Group your customer and user by similar roles based on their goals and the type of activities they perform. A role is a set of connected behaviors. Usually people with the same role have similar job-related responsibilities, duties, and goals.
Once the various roles and goals are understood, think through the scenarios needed to realize the goals. Scenarios describe a user’s interaction with the solution. Scenarios are useful to Product Management to define business cases and useful for Product Design to define user interface design.
Determine what activities are needed to complete the goals by roles. An activity is a specific behavior or grouping of tasks. Develop a diagram that illustrates the activities. An activity diagram shows activities and actions to describe workflows.
Design activities, tasks, actions, and operations
Product designers have tools they use to define activities, tasks, actions, and operations such as activity diagrams, wireframes, and prototypes.
Activity diagrams divide the activities into tasks needed to complete the user’s objective. A task is a unit of work. The task itself may be a single step in the process or multiple steps or sub-tasks that make up the task. Activity diagrams, sometimes called process flow diagrams, divide the scenario tasks as needed to convey what the user needs to do to complete their goal.
Tasks analysis looks at tasks as outcomes that have actions. Actions usually result in some form of commitment. For example, selecting the “OK” button in a software interface or pressing a button on a device that results in a desired outcome. And an operation is the outcome of the user’s action. The operation is the program initiated and yields the results of the user’s intended goal.
Product Design develops prototypes to elicit customer feedback to validate the solutions activities, tasks, and actions meet their needs. Wireframes are a quick and easy way to prototype a design for feedback. Wireframes are a basic visual guide used to suggest the layout and placement of fundamental design elements in the interface design. They provide a visual reference for the structure of the screens, define the positioning of global and secondary levels of information hierarchy, and maintain design consistency. It is a way to visually represent the activities, tasks, and actions.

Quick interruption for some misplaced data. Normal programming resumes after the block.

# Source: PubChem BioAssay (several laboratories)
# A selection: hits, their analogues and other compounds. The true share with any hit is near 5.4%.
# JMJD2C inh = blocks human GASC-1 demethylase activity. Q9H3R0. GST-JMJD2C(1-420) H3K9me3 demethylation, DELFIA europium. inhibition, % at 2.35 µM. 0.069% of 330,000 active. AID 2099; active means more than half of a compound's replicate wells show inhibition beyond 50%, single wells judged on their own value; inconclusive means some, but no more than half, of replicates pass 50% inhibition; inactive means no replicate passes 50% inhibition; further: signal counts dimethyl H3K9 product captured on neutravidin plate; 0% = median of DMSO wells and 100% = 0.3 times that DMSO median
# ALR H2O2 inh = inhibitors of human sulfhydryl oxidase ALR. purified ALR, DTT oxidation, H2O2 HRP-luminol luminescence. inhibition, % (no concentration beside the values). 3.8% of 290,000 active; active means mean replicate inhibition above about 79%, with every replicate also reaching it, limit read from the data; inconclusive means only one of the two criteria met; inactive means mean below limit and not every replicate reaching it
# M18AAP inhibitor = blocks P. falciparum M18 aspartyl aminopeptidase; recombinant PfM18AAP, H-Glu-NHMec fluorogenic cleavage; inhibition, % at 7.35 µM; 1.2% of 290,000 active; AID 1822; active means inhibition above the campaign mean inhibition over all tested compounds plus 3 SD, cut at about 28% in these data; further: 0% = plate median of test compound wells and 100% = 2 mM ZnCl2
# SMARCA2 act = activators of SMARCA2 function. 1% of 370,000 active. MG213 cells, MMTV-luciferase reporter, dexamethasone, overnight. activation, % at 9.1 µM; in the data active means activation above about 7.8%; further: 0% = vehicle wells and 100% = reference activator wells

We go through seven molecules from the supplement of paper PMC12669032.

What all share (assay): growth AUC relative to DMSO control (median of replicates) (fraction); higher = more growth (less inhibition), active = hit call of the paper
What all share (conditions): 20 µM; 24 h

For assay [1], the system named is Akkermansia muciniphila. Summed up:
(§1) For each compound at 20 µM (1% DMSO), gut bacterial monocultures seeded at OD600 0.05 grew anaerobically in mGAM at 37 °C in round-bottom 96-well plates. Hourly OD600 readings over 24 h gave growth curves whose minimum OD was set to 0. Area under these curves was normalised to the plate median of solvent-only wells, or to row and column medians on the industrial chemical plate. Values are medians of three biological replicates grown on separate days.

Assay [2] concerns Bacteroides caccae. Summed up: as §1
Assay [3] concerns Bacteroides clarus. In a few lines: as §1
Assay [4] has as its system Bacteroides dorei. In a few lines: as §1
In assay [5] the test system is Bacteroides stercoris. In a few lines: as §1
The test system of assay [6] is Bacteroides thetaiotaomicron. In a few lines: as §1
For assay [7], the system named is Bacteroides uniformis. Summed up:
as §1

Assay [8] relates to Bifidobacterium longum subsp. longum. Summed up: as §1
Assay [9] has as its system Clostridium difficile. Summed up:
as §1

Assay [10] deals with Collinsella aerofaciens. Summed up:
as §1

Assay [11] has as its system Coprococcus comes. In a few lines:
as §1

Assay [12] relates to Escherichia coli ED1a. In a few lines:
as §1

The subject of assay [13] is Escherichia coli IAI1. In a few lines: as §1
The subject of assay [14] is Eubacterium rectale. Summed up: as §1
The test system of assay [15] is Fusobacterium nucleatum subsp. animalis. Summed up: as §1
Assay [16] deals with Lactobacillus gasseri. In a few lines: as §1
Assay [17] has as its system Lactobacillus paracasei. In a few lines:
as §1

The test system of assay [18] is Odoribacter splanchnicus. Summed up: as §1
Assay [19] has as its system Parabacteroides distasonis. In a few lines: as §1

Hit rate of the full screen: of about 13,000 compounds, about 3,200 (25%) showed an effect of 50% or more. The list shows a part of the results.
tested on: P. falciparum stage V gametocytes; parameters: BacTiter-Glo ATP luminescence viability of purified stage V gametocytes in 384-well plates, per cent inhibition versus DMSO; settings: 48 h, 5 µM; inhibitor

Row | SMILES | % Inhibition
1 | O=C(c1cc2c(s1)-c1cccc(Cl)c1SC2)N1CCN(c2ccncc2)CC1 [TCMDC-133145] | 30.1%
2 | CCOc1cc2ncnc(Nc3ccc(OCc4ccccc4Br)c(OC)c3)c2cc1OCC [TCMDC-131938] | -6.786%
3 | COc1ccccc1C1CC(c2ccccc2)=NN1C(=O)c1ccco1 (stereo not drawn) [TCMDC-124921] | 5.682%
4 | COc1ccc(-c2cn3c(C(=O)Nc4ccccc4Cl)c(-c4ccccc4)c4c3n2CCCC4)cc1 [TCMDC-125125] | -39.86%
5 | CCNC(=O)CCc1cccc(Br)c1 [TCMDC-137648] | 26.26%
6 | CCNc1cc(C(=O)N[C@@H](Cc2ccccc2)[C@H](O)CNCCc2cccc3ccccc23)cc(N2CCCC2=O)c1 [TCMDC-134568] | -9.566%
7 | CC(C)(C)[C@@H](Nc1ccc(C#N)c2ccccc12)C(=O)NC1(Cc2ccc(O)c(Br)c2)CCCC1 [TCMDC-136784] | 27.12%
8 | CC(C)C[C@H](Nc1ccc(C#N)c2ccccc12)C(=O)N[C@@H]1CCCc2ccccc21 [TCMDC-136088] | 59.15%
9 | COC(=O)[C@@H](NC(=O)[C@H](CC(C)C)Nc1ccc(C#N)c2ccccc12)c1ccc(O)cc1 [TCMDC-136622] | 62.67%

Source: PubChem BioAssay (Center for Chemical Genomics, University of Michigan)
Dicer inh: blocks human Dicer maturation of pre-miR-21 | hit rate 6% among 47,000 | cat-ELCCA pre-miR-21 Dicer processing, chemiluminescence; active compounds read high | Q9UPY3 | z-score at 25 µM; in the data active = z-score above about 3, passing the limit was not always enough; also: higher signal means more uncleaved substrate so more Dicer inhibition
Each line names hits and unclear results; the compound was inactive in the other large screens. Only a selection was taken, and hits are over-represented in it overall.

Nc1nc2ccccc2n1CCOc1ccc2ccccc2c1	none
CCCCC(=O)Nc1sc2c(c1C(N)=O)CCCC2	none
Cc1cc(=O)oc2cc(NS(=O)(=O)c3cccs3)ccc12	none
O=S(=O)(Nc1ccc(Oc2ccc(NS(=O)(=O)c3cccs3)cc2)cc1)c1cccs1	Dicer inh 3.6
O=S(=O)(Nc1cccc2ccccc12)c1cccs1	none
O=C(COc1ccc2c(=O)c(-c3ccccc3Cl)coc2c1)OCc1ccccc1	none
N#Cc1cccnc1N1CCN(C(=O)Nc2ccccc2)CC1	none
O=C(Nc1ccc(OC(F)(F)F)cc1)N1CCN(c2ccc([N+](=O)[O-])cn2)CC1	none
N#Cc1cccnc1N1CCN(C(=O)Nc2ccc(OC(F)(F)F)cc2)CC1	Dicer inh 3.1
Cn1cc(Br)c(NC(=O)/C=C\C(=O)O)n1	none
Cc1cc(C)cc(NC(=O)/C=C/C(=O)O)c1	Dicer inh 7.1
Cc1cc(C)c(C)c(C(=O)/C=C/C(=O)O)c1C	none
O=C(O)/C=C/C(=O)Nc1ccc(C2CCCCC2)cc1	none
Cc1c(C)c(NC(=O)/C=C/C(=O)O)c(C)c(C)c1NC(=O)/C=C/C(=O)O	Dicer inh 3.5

With wireframes, designers validate the general workflow navigation, information grouping, information hierarchy, terminology, labels, and general interactions in terms of activities and tasks that need to be complete to meet the customers’ goals. Wireframes and lo-fidelity prototypes, in general, should be void of all color, fonts, icons, graphics, etc. to keep the focus on the overall workflow, activities, tasks, and general information design.
When solving problems for the broader market, these prototypes allow you to validate where various customers’ workflow and content overlap and differ, and start thinking about the right design solution to support the differences in their workflow, activities, tasks, and content.
Once you’re confident you understand various customers’ workflow, activities, and tasks, it’s time to develop visual design—color scheme, fonts, iconography, branding, and all graphic elements. Visual designers develop the visual design elements that support the company’s brand and enhance the ease of task completion and efficiency.
Medium-fidelity prototypes are developed based on wireframes and visual design. These prototypes encompass screen flow and interaction. Interaction Design defines the behavior of how your customers and users interact with your solution. They focus on the tasks that need to be completed and the actions associated with the task and underline operation. Interaction design is focused on making products more useful, usable, and desirable.
Work with customers and users to conduct reviews of prototypes for feedback. Conduct usability evaluations to measure effectiveness, efficiency, and satisfaction. Be sure to measure task completion, time and task, and the emotional response to your solution.
Win in the marketplace
We can only design solutions for people when we have a deep, detailed knowledge of those people’s needs. Just listening to our customers’ suggestions only leads to incremental improvement instead of real innovative market solutions. It is by going out and observing customers using our products in their environment that we gain deep understanding of our customers’ needs that is required to make great solutions.
Successful products fit gracefully into the requirements of the underlying activity, supporting them in a manner understandable by their target customer. Understand the activity, and the solution is understandable. With an activity centered design, focused upon the activity rather then the person, ensures we develop innovative solutions that win our marketplace.
 Van Tyne, Sean, “Easy to Use for Whom: Defining the Customer and User Experience for Enterprise Software.” Pragmatic Marketing, Volume 5, Issue 3, 2007
 Norman, Don, “Human-Centered Design Considered Harmful,” http://jnd.org/dn.mss/human-centered_design_considered_harmful.html
 Bean, Jeofrey and Van Tyne, Sean, Market Aligned User Experience Seminar, October 5, 2008, Del Mar Doubletree, San Diego, CA